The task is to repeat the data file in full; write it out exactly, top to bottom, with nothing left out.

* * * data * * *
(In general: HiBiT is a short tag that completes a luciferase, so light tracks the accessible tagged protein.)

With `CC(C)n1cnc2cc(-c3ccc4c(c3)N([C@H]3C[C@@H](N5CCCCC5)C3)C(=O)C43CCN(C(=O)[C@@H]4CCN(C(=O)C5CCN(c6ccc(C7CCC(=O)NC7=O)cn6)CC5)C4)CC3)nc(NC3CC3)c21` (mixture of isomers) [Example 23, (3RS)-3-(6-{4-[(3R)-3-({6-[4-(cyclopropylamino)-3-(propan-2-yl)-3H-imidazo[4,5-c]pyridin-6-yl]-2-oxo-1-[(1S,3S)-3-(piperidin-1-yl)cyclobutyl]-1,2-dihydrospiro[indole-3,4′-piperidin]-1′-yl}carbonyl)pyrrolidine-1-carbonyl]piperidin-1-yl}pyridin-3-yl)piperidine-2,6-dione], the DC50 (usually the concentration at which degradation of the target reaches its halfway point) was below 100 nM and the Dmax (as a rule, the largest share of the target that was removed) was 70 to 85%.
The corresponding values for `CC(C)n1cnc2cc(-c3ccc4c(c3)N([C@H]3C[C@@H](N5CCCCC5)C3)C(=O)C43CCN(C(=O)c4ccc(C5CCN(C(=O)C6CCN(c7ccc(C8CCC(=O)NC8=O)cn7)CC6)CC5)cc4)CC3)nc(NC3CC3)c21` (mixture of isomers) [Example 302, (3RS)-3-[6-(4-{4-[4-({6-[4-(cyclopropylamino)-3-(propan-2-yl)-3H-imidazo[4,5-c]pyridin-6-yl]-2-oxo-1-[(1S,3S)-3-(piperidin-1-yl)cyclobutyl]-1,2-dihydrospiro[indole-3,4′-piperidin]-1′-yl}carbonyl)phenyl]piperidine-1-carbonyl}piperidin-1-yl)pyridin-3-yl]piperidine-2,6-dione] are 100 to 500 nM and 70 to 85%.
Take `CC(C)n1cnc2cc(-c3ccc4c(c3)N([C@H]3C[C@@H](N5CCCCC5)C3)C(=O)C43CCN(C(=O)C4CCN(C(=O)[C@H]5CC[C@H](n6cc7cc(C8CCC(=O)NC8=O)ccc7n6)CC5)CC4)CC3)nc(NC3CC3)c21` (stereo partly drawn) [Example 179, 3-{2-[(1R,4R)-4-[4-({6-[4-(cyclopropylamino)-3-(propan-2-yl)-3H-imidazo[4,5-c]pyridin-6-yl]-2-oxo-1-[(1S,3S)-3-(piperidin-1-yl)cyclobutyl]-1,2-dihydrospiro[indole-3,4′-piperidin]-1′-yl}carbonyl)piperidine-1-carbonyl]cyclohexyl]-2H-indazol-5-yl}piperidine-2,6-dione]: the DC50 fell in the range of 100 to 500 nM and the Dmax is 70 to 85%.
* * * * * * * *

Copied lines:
(In general: HiBiT is a short tag that completes a luciferase, so light tracks the accessible tagged protein.)

With `CC(C)n1cnc2cc(-c3ccc4c(c3)N([C@H]3C[C@@H](N5CCCCC5)C3)C(=O)C43CCN(C(=O)[C@@H]4CCN(C(=O)C5CCN(c6ccc(C7CCC(=O)NC7=O)cn6)CC5)C4)CC3)nc(NC3CC3)c21` (mixture of isomers) [Example 23, (3RS)-3-(6-{4-[(3R)-3-({6-[4-(cyclopropylamino)-3-(propan-2-yl)-3H-imidazo[4,5-c]pyridin-6-yl]-2-oxo-1-[(1S,3S)-3-(piperidin-1-yl)cyclobutyl]-1,2-dihydrospiro[indole-3,4′-piperidin]-1′-yl}carbonyl)pyrrolidine-1-carbonyl]piperidin-1-yl}pyridin-3-yl)piperidine-2,6-dione], the DC50 (usually the concentration at which degradation of the target reaches its halfway point) was below 100 nM and the Dmax (as a rule, the largest share of the target that was removed) was 70 to 85%.
The corresponding values for `CC(C)n1cnc2cc(-c3ccc4c(c3)N([C@H]3C[C@@H](N5CCCCC5)C3)C(=O)C43CCN(C(=O)c4ccc(C5CCN(C(=O)C6CCN(c7ccc(C8CCC(=O)NC8=O)cn7)CC6)CC5)cc4)CC3)nc(NC3CC3)c21` (mixture of isomers) [Example 302, (3RS)-3-[6-(4-{4-[4-({6-[4-(cyclopropylamino)-3-(propan-2-yl)-3H-imidazo[4,5-c]pyridin-6-yl]-2-oxo-1-[(1S,3S)-3-(piperidin-1-yl)cyclobutyl]-1,2-dihydrospiro[indole-3,4′-piperidin]-1′-yl}carbonyl)phenyl]piperidine-1-carbonyl}piperidin-1-yl)pyridin-3-yl]piperidine-2,6-dione] are 100 to 500 nM and 70 to 85%.
Take `CC(C)n1cnc2cc(-c3ccc4c(c3)N([C@H]3C[C@@H](N5CCCCC5)C3)C(=O)C43CCN(C(=O)C4CCN(C(=O)[C@H]5CC[C@H](n6cc7cc(C8CCC(=O)NC8=O)ccc7n6)CC5)CC4)CC3)nc(NC3CC3)c21` (stereo partly drawn) [Example 179, 3-{2-[(1R,4R)-4-[4-({6-[4-(cyclopropylamino)-3-(propan-2-yl)-3H-imidazo[4,5-c]pyridin-6-yl]-2-oxo-1-[(1S,3S)-3-(piperidin-1-yl)cyclobutyl]-1,2-dihydrospiro[indole-3,4′-piperidin]-1′-yl}carbonyl)piperidine-1-carbonyl]cyclohexyl]-2H-indazol-5-yl}piperidine-2,6-dione]: the DC50 fell in the range of 100 to 500 nM and the Dmax is 70 to 85%.